Recently Oracle announced plans to open new Cloud data centers in countries like Canada and Germany in 2014, boosting the total number of such facilities to 17. Then there is the sales and marketing part of the equation.


Over the past two years Oracle has stepped up the hiring of thousands of salespeople - many of whom fresh out of college - to sell Cloud apps globally.  Hired first as business development consultants, they received few months of training before becoming specialized salespeople for HCM, CRM, and Middleware products.  In 2013 hundreds of these new salespeople were assigned to sell Cloud solutions out of offices in Dublin, Ireland; Dubai, UAE; Malaga, Spain; as well as major cities in the United States.


More recently, Oracle has been allocating considerable resources to tout its Cloud product portfolio across different media platforms from print to social media. It even spent its marketing budget on Cloud Odyssey, a 20-minute sci-fi movie that is being shown at theaters around the world in 2014.


Finally Oracle is putting its packaging spin to ensure maxmium differentiation for its Cloud products by incorporating capabilities such as Endeca for search; Involver, Vitrue and Collective Intellect for social sales and marketing; Fatwire for site management; and Inquira for knowledge management; along with embedded security, analytics and intuitive user interface that make running Oracle in the Cloud a safe and smart investment in the long run.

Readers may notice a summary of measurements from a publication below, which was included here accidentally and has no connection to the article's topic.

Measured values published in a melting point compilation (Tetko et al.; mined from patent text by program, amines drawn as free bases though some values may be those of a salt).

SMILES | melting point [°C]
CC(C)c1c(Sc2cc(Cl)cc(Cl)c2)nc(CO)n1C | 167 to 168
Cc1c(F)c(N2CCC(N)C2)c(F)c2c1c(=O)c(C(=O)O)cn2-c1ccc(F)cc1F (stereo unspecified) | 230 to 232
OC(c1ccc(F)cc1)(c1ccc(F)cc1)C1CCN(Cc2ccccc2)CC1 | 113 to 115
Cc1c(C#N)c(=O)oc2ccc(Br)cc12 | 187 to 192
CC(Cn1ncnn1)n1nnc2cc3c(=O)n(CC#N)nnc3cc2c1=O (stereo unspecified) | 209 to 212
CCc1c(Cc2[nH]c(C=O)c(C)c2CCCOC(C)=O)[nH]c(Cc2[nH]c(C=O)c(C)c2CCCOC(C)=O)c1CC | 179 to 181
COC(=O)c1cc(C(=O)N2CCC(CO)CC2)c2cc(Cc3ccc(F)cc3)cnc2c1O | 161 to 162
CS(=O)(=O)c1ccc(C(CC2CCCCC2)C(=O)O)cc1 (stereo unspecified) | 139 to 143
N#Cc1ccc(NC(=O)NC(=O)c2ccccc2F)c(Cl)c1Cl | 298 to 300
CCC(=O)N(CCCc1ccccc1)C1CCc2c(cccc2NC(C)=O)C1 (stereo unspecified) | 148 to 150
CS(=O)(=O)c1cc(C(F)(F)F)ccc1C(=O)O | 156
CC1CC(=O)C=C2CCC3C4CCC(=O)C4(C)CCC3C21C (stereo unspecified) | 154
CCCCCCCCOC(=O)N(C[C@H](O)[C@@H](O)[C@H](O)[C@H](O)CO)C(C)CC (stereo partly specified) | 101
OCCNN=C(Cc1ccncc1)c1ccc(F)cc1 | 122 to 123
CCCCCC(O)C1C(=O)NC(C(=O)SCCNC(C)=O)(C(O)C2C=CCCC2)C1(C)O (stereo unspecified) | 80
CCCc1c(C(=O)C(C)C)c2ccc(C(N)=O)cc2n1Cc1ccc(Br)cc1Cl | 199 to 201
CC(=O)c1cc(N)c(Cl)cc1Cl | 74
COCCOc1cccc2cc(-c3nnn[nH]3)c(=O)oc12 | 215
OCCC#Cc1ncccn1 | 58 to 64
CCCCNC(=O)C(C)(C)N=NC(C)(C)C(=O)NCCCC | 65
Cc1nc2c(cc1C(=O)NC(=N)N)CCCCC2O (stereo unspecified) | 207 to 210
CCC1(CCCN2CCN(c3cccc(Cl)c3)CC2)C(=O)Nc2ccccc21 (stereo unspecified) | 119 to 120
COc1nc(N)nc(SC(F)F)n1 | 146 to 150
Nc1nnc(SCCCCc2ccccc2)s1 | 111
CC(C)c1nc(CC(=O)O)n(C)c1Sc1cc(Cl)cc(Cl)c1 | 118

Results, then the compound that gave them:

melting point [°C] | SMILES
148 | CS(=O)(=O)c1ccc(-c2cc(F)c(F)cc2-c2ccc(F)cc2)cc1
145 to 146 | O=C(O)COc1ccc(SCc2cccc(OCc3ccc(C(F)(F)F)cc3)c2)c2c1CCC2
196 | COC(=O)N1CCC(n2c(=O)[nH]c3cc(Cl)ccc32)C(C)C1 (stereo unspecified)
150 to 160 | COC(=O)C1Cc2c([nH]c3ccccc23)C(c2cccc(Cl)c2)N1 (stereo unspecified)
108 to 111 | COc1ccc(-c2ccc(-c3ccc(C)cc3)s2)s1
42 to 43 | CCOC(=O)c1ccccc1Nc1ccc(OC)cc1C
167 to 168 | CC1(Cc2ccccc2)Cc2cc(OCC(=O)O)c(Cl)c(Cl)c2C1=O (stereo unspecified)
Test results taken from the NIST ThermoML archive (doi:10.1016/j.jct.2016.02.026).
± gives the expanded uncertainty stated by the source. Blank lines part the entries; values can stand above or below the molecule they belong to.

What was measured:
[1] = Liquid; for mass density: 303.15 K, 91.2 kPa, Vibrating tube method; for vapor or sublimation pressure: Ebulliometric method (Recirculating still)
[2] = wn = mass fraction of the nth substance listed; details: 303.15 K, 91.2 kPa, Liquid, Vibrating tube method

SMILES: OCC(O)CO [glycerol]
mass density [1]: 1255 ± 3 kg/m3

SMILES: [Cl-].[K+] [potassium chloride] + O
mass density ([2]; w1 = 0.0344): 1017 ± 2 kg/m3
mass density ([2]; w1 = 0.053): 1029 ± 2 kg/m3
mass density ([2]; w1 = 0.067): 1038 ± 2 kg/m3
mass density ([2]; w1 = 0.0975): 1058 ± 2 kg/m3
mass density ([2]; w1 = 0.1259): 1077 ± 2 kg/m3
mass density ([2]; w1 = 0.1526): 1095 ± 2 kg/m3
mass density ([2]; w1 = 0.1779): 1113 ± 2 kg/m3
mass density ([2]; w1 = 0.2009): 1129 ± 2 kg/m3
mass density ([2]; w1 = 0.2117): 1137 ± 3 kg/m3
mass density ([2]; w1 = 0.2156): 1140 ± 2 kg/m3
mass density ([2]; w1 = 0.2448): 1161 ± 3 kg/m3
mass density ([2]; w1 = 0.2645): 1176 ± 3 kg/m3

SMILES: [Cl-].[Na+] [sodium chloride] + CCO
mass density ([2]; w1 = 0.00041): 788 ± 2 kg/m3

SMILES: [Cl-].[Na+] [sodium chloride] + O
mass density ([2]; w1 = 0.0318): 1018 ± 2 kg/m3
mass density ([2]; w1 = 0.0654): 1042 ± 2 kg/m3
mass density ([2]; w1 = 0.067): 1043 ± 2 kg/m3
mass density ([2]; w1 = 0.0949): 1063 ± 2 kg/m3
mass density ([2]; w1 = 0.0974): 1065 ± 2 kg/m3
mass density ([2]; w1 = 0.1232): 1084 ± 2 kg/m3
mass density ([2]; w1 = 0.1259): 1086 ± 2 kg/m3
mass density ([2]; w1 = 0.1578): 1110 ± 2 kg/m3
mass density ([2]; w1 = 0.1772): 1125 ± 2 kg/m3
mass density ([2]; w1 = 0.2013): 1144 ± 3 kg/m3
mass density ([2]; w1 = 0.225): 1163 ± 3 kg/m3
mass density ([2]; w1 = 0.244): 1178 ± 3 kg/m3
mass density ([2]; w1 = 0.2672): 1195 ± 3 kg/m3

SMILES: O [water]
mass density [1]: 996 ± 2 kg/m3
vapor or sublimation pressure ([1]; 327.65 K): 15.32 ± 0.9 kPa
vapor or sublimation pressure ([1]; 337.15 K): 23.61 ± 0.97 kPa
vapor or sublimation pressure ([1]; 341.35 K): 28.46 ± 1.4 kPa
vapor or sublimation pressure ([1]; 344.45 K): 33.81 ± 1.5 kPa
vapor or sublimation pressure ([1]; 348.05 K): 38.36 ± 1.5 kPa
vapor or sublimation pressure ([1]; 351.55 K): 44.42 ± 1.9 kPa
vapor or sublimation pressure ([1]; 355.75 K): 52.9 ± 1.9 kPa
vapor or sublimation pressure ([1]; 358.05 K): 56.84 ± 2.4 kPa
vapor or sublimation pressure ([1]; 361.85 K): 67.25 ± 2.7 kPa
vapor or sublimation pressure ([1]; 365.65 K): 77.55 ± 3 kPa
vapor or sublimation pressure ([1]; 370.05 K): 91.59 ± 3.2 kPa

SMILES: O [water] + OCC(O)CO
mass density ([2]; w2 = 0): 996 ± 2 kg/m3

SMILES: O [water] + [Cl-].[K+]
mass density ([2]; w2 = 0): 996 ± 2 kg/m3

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  • Key differentiators
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  • Product portfolio
  • Solution scope

Oracle Revenues, $M:

Type/Year 2011 2012 2013 2014 2015 YoY Growth, %
Total Revenues, $M Subscribe Subscribe Subscribe Subscribe Subscribe Subscribe
Enterprise Applications Revenues, $M Subscribe Subscribe Subscribe Subscribe Subscribe Subscribe
Cloud Applications Revenues, $M Subscribe Subscribe Subscribe Subscribe Subscribe Subscribe

* Enterprise Applications Revenues = License + Support & Maintenance + SaaS
** All revenue figures are estimates based on public records, Cloud and Non-Cloud business models in Apps Run The World's vendor database, and annual survey results including vendor feedback.

Oracle Revenue Breakdown By Type, $M:

Type License Services Hardware Support & Maintenance SaaS
% of Total Revenues Subscribe Subscribe Subscribe Subscribe Subscribe